The ever increasing power consumption by data centers is clearly related to the exponential growth in digital data creation and storage.

Taking Apple as a case study, the electricity consumption of Apple data centers grew from 138 MWh in 2011 to 324 MWh in 2013, a 135% increase in just three years. If we assume that Apple paid the commercial electricity rate in the four states it owns data centers, we get the following:





North Carolina


April 2014 average commercial electricity rate






Source: EIA database.

If we plug in $0.10 per KWh to the electricity consumption of Apple's data centers, we get:

Fiscal Year




Consumption in KWh

138 million

217 million

305 million

Electricity Bill




Source: Apple's 2014 Environmental Responsibility Report

We can see that the electricity consumption of the Apple data centers amounted to $66M over the past three years. If we assume that, over the next 25 years, electricity consumption will grow at a modest 15% CAGR, we arrive at some conclusions.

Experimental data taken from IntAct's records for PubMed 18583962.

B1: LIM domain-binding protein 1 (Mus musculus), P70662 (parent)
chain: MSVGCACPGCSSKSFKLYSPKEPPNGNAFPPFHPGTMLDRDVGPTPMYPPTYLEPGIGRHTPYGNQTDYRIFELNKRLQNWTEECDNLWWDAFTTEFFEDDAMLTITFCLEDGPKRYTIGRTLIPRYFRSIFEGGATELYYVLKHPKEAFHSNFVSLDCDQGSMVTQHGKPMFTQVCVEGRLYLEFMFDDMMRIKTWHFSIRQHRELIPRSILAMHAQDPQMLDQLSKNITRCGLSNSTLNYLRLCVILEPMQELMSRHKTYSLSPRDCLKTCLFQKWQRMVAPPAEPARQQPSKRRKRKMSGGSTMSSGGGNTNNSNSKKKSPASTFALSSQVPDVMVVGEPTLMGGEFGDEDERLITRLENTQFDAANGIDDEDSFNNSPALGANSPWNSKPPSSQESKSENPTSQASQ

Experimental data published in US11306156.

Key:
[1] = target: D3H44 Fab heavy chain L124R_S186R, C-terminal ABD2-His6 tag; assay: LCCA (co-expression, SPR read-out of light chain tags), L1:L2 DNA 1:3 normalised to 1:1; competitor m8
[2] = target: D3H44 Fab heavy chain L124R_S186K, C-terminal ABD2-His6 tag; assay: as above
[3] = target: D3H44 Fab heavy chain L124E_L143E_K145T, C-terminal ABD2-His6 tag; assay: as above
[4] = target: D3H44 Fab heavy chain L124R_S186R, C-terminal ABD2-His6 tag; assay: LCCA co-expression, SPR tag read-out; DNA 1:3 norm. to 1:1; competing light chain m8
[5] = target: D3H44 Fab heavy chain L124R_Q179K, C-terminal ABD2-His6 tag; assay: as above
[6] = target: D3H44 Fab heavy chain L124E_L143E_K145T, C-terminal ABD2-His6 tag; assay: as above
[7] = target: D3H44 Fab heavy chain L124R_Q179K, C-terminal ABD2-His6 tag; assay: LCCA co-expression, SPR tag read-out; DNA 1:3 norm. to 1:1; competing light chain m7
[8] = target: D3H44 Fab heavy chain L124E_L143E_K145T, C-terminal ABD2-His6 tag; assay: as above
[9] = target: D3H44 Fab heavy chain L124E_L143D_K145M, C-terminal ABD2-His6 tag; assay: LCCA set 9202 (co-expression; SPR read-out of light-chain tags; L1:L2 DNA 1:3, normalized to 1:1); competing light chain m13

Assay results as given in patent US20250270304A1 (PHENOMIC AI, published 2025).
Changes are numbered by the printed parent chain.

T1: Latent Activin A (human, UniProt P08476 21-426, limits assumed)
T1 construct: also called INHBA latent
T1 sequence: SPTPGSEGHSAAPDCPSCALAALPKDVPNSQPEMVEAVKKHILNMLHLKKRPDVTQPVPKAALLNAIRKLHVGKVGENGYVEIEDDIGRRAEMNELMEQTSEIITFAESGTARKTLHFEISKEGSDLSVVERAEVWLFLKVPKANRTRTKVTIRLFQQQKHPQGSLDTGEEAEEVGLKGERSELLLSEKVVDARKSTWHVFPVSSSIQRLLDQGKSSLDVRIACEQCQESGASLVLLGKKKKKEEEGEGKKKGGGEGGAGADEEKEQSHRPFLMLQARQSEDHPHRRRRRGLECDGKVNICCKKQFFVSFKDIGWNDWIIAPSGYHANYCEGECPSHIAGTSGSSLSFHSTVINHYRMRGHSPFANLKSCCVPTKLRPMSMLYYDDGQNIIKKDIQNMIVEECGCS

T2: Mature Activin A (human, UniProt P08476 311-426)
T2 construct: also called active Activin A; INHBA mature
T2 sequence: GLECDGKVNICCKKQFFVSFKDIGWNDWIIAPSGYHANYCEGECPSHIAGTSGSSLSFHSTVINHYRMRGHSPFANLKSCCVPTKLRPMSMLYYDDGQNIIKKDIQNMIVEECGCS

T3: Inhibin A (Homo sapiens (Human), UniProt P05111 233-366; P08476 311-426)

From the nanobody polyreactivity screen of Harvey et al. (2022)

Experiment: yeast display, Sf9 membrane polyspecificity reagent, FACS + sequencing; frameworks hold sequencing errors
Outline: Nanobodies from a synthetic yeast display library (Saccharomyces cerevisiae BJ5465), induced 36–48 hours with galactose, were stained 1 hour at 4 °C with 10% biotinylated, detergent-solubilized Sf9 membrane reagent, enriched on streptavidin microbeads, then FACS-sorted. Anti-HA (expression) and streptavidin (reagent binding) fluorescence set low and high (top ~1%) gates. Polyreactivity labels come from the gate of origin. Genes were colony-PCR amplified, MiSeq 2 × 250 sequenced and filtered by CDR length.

With just a 15% CAGR, Apple will have an $873M electricity bill for its data centers 25 years from now - with a consumption of 8.3 billion KWh related to its data centers in 2039. If we sum up all of the electricity expenses related to Apple's data centers in the next 25 years, we come up with $6.5B.

Apple Data Centers Electricity Sources

North Carolina

Apple has two 20 MW solar farms around its Maiden, North Carolina, data center. The recent deal will bring another 17.5 MW solar farm online.